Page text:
There are some things in life you just can’t avoid — taxes, Monday mornings, and the imminent jet lag that hits you like a wrecking ball (cue Miley Cyrus) whenever you travel to and from a far-flung destination. Especially when you’re travelling for business, dealing with a messed up biological schedule can hinder your productivity. Imagine flying to London and feeling sluggish upon reaching your destination, only realising that you have to be at a meeting in two hours. Not ideal.
During an interview with Simon Westcott, CEO and owner of Luxe City Guides last month, we picked his brain for expert tips on combatting jet lag. With Westcott’s impressive track record in the travel industry, where he was global publisher and director at Lonely Planet before co-founding Mr & Mrs Smith Asia Pacific, there was no better person to seek advice from.
“While jet lag is your body’s reaction after flying through multiple time zones, some of it is in the mind — and there are techniques to control it,” said Westcott. From staying sober to wearing jimjams on long haul flights, here are six ways to combat jet lag — so nobody can even guess that you just got off a 10-hour flight when you arrive at your next business meeting.
The worst mistake you can do before you fly long haul? Tire yourself out by only getting a few hours of sleep. This is because last minute changes to your routine will only make it harder to adjust to new time zones. So free up your schedule the night before you fly and get a good night’s sleep, so you’ll be well rested and better equipped to cope with jet lag.
“I never drink on the flight or the first night,” said Westcott. As tempting as it is to sip on a glass of champagne, especially when flying business class, avoid drinking on the plane during long haul flights. The effects of alcohol at high altitude will cause your body to be more tired and cause dehydration, making it even harder to beat the inevitable jet lag.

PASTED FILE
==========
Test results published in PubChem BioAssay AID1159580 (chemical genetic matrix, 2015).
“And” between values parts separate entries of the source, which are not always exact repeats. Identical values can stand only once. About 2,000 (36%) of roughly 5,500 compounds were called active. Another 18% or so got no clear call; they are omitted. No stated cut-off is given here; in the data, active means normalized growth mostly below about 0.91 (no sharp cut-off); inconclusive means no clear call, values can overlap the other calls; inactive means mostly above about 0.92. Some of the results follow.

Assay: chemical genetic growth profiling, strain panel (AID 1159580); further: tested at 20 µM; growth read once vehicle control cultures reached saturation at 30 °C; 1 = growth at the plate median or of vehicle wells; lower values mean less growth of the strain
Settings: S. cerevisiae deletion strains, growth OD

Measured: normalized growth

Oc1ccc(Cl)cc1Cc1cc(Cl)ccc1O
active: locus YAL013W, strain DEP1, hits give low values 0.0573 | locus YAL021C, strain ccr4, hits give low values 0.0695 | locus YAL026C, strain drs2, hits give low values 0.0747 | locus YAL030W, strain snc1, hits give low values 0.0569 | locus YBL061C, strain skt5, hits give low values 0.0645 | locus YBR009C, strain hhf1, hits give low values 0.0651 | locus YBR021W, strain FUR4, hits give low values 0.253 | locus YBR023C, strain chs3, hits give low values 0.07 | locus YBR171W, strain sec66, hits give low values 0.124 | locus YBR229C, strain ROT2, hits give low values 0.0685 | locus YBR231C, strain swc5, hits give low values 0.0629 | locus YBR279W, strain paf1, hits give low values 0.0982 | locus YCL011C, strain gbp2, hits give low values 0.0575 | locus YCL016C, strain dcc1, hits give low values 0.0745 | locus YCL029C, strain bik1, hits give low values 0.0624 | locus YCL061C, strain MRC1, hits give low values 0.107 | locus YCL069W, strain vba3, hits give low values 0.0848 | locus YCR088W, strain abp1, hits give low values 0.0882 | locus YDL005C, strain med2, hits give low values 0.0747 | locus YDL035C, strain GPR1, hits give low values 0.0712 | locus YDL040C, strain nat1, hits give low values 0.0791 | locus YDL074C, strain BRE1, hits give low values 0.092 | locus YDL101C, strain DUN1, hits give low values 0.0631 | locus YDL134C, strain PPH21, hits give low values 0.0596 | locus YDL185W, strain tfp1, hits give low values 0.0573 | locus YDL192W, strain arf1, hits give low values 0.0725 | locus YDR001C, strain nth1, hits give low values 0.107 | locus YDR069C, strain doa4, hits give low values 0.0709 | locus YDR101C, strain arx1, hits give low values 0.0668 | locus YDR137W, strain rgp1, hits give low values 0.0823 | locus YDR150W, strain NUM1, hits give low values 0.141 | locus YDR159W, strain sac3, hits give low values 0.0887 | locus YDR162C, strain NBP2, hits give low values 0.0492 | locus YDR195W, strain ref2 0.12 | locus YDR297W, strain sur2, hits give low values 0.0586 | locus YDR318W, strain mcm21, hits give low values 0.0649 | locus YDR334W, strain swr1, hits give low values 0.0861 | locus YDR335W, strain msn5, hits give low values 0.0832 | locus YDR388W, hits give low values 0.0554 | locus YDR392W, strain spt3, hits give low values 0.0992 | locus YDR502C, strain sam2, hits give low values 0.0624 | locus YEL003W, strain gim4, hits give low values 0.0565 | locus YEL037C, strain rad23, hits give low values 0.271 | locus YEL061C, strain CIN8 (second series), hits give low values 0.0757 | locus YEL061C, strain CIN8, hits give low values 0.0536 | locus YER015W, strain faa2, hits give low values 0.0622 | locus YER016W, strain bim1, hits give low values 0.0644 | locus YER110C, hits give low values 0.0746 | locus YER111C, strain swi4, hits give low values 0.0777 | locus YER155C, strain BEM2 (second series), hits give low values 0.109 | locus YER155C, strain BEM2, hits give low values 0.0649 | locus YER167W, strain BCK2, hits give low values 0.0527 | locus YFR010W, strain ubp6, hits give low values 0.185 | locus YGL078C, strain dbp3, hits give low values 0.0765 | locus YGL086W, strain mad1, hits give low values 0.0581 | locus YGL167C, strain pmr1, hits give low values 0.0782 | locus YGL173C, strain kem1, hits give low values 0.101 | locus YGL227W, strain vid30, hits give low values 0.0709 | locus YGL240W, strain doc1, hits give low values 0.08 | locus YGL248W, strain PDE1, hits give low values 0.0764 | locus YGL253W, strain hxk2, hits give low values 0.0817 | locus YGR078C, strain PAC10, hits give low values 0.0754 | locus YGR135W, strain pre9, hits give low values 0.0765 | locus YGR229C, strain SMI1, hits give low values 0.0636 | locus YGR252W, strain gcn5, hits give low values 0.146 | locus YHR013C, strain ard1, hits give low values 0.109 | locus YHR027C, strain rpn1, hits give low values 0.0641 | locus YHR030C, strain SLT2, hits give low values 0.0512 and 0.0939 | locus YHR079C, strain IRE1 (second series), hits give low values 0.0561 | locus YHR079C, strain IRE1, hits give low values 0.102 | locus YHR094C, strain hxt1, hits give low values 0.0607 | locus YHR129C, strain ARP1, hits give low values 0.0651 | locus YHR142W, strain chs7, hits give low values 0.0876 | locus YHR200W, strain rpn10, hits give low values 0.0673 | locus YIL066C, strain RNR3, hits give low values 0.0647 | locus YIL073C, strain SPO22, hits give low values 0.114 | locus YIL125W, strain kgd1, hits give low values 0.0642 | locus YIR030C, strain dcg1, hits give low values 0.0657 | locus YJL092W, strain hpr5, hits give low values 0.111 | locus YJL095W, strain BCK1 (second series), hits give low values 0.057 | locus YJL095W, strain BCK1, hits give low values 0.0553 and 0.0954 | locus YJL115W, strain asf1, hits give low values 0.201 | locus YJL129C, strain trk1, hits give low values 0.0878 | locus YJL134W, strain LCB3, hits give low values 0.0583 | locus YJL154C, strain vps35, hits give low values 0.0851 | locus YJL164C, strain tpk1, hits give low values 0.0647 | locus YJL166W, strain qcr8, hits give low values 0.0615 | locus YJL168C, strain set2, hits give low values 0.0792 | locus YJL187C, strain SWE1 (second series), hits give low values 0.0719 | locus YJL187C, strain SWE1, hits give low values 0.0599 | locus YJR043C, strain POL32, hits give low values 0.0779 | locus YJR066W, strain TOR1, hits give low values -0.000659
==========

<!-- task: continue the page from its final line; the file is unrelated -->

Here’s a tip: The Airbus A350 and A380 are two of the best planes for beating jet lag. This is because of the high-tech humidification systems that help the air retain moisture, as well as the LED lighting systems capable of creating 16.7 million shades of colour that simulate the natural phases of the day — helping ward off jet lag. Another plus point? The planes also utilises an air purification system which renews the air every two minutes.
Try not to rely on sleeping pills for long haul flights, as they’ll just leave you feeling fuzzy when you land — which will just hinder your recovery in the end. “I don’t take pills. I’d rather be tired than chemically altered,” said Westcott. Instead, if you’re trying to get yourself to sleep on the plane, do it the natural way — such as drinking herbal tea and investing in a good sleeping mask.
The flight is always a good time to reset your body clock so you’ll be fully functional the day you land. The minute the pilot announces the local time, reset the time on your phone accordingly, so it’ll be easier to ease into the new timing.
“My motto for flying: Get to the airport, hibernate, and then come out of hibernation,” said Westcott. “I usually enter either a zombie-like or zen state when I’m on the plane. So if you sat next to me on a flight, you’d have no sense of me wanting to talk to you. I’m not being rude, I just like to use the time on the flight to reset. I’d wear my jimjams (pyjamas) on long haul flights, read a little, and then go to sleep.”
When you arrive at your destination, don’t spend the whole day sleeping — no matter how tired you are. “I will stay awake until the local bedtime. I definitely wouldn’t make plans for the first night, to give myself time to settle down. Additionally, I always try to get to bed super early and get 12 hours of sleep — so I’ll be well-rested and ready to take on the next day,” said Westcott.